An attempt to trace the stories of the 38 men named on its War Memorial led the author to the study of Kineton at the time of World War I.
Kineton, once a thriving market town and capital of its own tiny administrative area, is today little more than a village tucked away in rural South Warwickshire, and at the time of the outbreak of the war had, it is said, more horses than people.
Starting with the departure of horses and soldiers for the front within hours of war being declared, this book continues with the establishment of a voluntary hospital in the village.
This hospital, staffed almost entirely by village residents, was one of the first and one of the largest in Warwickshire, and treated over 2000 wounded soldiers in the four years of its existence.
The first part of the book ends with peace, and the building of a stone War Memorial.
The second part of the book is a tribute to the service of the 250 men in the trenches and the 200 or so nurses at the hospital - nearly half the population. Some of the experiences of the soldiers are revealed in their letters home, letters which include a jingoistic report from a young officer, the description of an early dog-fight, and an account of death at the front.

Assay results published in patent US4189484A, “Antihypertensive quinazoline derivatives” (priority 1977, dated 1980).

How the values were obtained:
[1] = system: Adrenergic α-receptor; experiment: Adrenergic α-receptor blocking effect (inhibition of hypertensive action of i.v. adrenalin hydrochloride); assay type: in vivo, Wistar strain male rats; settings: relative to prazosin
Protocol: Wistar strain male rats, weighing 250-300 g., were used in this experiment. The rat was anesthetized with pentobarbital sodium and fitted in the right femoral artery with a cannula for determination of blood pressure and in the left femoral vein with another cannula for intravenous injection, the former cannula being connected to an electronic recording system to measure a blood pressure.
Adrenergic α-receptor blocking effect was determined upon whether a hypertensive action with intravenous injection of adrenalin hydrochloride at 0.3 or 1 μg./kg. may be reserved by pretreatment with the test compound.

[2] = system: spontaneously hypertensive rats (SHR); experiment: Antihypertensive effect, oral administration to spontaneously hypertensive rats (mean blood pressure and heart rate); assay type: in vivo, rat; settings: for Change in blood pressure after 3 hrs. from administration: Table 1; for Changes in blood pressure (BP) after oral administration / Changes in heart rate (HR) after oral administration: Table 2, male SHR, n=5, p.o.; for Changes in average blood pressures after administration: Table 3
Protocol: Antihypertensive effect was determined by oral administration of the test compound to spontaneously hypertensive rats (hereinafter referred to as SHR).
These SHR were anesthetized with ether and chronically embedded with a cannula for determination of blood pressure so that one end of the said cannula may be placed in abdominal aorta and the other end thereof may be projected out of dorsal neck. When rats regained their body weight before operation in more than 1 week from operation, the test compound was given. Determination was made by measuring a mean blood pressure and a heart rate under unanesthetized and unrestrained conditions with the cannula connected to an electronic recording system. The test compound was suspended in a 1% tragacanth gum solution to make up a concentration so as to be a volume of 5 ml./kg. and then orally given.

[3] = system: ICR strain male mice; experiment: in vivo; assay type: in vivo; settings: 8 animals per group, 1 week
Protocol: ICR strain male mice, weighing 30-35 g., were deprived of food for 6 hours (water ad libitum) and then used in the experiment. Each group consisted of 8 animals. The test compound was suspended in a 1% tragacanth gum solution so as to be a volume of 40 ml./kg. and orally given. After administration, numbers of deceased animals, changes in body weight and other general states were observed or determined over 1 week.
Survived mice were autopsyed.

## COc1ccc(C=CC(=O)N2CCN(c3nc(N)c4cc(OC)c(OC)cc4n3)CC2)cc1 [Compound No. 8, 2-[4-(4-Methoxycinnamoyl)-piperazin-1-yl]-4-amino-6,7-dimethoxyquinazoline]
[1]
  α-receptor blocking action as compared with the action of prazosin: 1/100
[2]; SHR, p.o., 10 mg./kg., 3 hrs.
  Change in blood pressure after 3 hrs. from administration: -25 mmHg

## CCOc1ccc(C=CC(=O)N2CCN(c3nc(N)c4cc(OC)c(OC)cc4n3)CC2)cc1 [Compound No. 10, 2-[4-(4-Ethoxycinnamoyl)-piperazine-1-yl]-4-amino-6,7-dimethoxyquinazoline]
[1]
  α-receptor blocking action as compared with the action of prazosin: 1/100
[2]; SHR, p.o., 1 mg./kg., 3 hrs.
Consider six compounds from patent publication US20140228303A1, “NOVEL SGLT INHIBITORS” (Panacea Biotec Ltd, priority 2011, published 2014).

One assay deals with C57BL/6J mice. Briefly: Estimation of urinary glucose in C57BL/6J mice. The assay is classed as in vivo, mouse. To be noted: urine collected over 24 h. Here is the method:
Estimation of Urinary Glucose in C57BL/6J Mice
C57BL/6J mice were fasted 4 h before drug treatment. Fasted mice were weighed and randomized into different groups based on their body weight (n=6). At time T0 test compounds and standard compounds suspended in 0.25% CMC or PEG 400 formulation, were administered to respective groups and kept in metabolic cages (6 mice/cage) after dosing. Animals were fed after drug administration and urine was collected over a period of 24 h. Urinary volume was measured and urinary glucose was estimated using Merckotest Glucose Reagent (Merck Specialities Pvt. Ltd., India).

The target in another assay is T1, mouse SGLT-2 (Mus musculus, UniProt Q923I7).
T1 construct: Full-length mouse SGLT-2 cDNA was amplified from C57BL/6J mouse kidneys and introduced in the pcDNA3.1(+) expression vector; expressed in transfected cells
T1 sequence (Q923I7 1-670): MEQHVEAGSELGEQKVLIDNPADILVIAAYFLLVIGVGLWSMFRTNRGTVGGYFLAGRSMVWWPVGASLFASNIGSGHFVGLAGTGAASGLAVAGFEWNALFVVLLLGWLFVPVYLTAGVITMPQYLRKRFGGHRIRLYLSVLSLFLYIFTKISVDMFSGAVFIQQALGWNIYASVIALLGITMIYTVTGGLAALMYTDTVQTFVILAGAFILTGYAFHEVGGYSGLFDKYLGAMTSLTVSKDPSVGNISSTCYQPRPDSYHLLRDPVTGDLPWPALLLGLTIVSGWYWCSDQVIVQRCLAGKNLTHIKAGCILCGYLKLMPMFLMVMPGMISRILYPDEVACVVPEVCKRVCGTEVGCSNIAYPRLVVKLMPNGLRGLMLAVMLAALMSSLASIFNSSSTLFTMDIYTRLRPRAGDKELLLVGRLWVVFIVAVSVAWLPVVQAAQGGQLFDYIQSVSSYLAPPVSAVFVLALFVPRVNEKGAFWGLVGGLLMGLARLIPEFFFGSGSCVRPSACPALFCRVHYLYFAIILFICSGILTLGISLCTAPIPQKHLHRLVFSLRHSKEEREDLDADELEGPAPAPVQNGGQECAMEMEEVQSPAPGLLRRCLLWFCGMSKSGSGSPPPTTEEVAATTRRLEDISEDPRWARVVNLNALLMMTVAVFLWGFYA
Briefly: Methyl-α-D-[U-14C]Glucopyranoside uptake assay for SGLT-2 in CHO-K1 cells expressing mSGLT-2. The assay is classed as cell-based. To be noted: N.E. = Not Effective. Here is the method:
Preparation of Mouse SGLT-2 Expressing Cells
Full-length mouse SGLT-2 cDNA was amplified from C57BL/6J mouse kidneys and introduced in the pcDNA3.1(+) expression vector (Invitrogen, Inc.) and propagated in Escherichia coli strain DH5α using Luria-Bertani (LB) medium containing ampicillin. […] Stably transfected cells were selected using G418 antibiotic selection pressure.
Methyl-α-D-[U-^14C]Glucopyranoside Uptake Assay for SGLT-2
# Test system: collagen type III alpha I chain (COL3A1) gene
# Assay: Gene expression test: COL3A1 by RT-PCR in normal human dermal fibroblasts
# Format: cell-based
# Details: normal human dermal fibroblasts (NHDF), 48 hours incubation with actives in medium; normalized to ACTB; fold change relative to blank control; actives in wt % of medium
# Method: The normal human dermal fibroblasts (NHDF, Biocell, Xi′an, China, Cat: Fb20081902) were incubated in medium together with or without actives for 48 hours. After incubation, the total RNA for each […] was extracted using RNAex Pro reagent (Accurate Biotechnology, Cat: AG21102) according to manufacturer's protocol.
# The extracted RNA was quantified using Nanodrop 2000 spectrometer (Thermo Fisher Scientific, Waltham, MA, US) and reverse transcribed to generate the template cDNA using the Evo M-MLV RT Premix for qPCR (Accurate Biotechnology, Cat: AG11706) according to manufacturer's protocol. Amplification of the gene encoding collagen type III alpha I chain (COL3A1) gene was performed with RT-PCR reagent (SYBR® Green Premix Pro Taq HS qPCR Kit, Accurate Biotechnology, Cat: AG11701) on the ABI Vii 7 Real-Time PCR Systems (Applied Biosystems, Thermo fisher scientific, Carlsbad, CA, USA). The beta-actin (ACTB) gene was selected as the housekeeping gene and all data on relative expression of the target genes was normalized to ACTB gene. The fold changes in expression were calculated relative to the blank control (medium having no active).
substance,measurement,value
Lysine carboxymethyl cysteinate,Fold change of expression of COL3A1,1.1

A comprehensive list, gathered from a variety of sources, of all who served in uniform, and biographies of some of the leaders of village society complete this history.
1DBKEMW Warwickshire, West Midlands, 3JJF c 1914 to c 1918 (including WW1) , 3JJG c 1918 to c 1939 (Inter-war period), HBJD1 British & Irish history, HBTB Social & cultural history, HBWN First World War, WQH Local history